But for people with dementia, it becomes increasingly difficult to plan or complete everyday tasks. A sense of overwhelm and confusion starts to set in as individuals lose track of the steps involved in preparing a meal, or using a cell phone

  1. Problems with language

Everyone, at some point, struggles to find the right word,
But people with Alzheimer’s often forget simple words or substitute words, making them hard to understand. They may be unable to find the toothbrush, for example, and instead, ask for “that thing I use for my teeth.”

  1. Disorientation to time and place

Forgetting the day of the week or where you were going can be a normal sign of aging.
But people with Alzheimer’s disease can get lost in once familiar surroundings, forgetting where they are and how they got there, and not knowing how to get back home.

  1. Poor or decreased judgment

We all experience lapses in judgement.
But those with Alzheimer’s tend to make irrational decisions and statements. Wearing several layers on a warm day or little clothing in the cold.

  1. Problems with abstract thinking

Abstract thinking can be a challenge for everyone. Balancing your checkbook is a case in point.
But, with Alzheimer’s complex mental tasks become increasingly problematic, forgetting what numbers are and how they should be used.

  1. Misplacing things

Everyone misplaces things. We forget where we put our keys, our phone, or our wallet. We can even leave them at home by accident. All normal.
It becomes more concerning when the lost iron is found in the refrigerator or the missing socks in the fruit bowl.

  1. Changes in mood or behavior

Alzheimer’s is marked by rapid mood swings – from calm to tears to anger – in split seconds, for no apparent reason.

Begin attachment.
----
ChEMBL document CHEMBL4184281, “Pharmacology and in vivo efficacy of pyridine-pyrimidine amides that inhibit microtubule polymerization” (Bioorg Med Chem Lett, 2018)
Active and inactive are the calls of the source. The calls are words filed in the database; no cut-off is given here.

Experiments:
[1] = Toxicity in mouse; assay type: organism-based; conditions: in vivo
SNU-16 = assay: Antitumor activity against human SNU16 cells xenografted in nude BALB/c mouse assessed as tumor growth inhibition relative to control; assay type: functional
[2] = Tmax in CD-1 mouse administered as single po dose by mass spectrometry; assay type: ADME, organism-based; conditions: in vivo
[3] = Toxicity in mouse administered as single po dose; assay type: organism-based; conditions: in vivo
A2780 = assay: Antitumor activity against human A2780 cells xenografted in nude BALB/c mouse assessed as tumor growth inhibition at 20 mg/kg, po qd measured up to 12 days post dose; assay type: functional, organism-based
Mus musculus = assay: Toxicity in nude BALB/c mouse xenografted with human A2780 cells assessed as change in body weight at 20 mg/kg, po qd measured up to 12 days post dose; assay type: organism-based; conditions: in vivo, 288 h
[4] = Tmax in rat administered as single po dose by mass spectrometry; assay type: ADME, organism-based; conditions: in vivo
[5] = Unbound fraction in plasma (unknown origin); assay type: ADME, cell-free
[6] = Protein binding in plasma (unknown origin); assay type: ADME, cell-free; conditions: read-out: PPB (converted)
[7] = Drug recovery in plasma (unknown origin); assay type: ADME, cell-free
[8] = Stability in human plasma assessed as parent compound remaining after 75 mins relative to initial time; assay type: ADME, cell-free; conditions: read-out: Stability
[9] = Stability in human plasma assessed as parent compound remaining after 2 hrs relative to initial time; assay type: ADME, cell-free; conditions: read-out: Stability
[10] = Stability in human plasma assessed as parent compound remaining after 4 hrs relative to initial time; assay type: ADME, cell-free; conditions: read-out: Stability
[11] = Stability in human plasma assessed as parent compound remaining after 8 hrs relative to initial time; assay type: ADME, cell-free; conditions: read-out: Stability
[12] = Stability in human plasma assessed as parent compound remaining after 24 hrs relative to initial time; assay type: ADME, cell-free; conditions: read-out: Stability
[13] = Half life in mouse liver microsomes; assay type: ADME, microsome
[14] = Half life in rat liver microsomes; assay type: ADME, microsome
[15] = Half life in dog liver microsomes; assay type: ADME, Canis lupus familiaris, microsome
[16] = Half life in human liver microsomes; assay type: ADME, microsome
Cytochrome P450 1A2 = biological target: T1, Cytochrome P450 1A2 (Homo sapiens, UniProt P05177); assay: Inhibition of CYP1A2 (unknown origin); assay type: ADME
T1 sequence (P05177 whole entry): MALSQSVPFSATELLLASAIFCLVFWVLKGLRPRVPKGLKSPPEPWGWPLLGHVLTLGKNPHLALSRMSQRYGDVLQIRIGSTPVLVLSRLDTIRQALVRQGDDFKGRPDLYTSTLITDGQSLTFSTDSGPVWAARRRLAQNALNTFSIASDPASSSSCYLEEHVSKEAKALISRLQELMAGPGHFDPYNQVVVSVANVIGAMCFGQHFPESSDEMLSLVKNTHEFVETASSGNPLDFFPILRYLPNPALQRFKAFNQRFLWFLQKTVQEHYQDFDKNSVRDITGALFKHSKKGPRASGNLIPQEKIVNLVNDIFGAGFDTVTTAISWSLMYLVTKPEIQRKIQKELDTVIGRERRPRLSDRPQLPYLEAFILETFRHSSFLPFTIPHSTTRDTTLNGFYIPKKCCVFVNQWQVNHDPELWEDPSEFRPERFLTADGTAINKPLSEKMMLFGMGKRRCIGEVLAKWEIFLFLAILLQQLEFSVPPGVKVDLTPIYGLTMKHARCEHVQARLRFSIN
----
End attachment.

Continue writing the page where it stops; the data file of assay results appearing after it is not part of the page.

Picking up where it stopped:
1. Changes in personality

Yes, our personalities do change somewhat with age. We can become more outspoken, more impatient, or more patient.
But the personalities of people with dementia change dramatically. They may become extremely confused, suspicious, fearful, or dependent on a family member.

  1. Loss of initiative

A person with Alzheimer’s disease may become very passive, sitting in front of the TV for hours, sleeping more than usual, or not wanting to do usual activities.

Identifying the problem

There is a lot of confusion experienced by families at the onset of both Dementia and Alzheimers, as to whether or not there is a problem. But, if you are asking the question, consider it a problem.
If your loved one displays several of these common warning signs consult a physician and to put your mind at ease, take the SAGE test

What is the SAGE test:

The Self-Administered Gerocognitive Exam was developed by the Ohio State University Wexner Medical Center

The exam is self-administered and is specifically designed to identify early warning signs of memory, cognitive, or thinking impairments. It is NOT a means to diagnose, but it is a way to evaluate cognitive brain function and monitor it over time.

If you observe some of the common symptoms of dementia in you or your loved ones, then taking this test can give you the answer you need, to determine if a further evaluation is necessary. Or set your mind at ease.

The SAGE is taken at home, is easy to administer, and can be done on a regular basis. It will NOT lead to a diagnosis so please don’t use it as such, but it will give you direction and a reference point to discuss with your physician.